By Steve Weinstein
By Bryan Bierman
By Lindsey Rhoades
By Chaz Kangas
By Ben Westhoff and Sarah Purkrabek
By Jena Ardell
By Jesse Sendejas Jr.
By Katherine Turman
1. WILLIAM PARKER QUARTET: Sound Unity (AUM Fidelity) Balance and teamwork distinguish every album on this list, but only a great bassist can hold your attention up against this much firepower on trumpet, sax, and drums.
2. ANTHONY BRAXTON: 20 Standards (Quartet) 2003 (Leo) Spread out over four discs, the set structures provide a playpen for Kevin O'Neil's cool guitar and the leader's lofty sax.
3. TOMMY SMITH & BRIAN KELLOCK: Symbiosis (Spartacus) Duets, tenor sax and piano, standard stuff exquisitely rendered.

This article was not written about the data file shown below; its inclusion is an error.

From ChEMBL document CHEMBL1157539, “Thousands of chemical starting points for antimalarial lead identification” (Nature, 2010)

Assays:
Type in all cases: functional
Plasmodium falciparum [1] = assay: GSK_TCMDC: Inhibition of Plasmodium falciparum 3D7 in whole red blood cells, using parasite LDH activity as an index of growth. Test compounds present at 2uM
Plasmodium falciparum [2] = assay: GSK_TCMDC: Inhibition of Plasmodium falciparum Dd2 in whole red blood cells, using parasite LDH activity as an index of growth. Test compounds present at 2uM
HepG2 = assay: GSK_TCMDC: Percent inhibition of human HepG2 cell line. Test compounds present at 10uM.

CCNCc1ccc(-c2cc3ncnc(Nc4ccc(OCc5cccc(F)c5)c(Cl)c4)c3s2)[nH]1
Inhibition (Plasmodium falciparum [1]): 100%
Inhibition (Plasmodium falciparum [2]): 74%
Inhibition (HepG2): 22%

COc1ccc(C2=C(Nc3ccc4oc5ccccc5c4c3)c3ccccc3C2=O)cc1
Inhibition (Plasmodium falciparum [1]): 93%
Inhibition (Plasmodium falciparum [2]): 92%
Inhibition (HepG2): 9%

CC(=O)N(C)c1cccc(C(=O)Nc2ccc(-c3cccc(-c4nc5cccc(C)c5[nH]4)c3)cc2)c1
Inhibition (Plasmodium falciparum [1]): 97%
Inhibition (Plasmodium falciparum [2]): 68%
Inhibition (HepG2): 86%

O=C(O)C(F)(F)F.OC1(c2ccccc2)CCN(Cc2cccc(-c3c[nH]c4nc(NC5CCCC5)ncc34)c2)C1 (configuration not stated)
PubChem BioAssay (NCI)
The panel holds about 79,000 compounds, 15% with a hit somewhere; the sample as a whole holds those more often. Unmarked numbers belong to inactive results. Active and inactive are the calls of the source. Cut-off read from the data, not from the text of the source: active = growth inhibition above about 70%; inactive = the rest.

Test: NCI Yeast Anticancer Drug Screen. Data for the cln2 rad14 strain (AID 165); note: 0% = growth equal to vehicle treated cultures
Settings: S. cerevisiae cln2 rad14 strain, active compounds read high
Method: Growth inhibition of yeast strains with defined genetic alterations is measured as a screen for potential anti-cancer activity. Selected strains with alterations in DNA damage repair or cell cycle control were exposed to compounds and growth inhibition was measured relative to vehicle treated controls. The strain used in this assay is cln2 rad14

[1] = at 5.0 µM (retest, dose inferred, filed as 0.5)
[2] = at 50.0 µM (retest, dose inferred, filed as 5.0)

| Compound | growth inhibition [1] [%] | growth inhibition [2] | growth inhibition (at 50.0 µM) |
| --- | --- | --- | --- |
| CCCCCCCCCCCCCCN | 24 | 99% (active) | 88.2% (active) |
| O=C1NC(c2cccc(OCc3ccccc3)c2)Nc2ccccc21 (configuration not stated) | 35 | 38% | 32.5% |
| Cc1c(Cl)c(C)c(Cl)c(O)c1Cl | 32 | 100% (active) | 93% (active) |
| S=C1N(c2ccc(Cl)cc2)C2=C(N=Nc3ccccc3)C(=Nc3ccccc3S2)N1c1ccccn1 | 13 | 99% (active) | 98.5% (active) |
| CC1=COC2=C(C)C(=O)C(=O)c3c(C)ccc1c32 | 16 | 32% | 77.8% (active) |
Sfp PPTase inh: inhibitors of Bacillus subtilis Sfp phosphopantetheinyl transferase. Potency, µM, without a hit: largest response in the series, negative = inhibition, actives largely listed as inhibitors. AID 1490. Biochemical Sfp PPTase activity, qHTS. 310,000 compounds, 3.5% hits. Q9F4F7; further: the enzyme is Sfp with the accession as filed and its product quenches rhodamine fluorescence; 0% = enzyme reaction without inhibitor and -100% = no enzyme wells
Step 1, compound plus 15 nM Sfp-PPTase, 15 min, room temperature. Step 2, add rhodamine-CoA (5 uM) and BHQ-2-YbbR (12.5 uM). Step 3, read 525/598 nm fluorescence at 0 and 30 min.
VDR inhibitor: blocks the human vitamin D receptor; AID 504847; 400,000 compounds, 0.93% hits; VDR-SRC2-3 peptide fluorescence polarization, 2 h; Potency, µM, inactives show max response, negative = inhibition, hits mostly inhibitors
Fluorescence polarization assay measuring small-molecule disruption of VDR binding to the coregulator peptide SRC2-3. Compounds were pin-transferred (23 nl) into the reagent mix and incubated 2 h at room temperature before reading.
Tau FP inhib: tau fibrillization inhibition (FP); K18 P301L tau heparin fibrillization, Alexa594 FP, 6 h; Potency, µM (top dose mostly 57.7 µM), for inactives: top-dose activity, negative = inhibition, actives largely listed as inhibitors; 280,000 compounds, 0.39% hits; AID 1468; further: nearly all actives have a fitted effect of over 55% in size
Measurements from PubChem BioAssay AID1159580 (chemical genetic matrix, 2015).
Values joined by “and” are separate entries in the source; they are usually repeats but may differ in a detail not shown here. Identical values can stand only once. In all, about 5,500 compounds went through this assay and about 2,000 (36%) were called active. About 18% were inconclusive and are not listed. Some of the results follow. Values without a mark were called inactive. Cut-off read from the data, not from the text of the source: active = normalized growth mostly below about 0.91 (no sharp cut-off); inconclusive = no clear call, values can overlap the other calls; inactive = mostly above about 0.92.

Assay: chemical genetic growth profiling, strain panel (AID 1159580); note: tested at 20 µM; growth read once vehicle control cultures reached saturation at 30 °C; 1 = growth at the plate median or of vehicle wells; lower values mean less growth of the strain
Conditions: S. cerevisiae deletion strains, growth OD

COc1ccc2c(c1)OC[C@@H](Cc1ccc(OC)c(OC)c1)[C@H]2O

4. CRAIG HARRIS: Souls Within the Veil (Aquastra) Heavy with history and horns, sprightly with African percussion, sublime resistance against the oppression of black souls.
5. FME: Cuts (Okka Disk) Stands for Free Music Ensemble, but it's really Ken Vandermark's post-punk power trio, where freedom reverts to form.
6. PARAPHRASE: Pre-Emptive Denial (Screwgun) Another sax trio, with Tim Berne in the catbird seat, tethered for his own good by Drew Gress and Tom Rainey.
7. DENNIS GONZÁ SPIRIT MERIDIAN: Idle Wild (Clean Feed) Loquacious Oliver Lake fleshes out this quartet's healing music for distressing times.
8. FIELDWORK: Simulated Progress (Pi) Vijay Iyer's robust piano leads Steve Lehman's skinny alto sax, which is the idea.
9. SIRONE BANG ENSEMBLE: Configuration (Silkheart) Less ambitious than Vietnam but more fun, a stripped-down string section with Charles Gayle in the backseat.
10. THE VANDERMARK 5: Alchemia (Not Two) Twelve discs from one week in Krakówtrue grit from the hardest-working man in avant-jazz.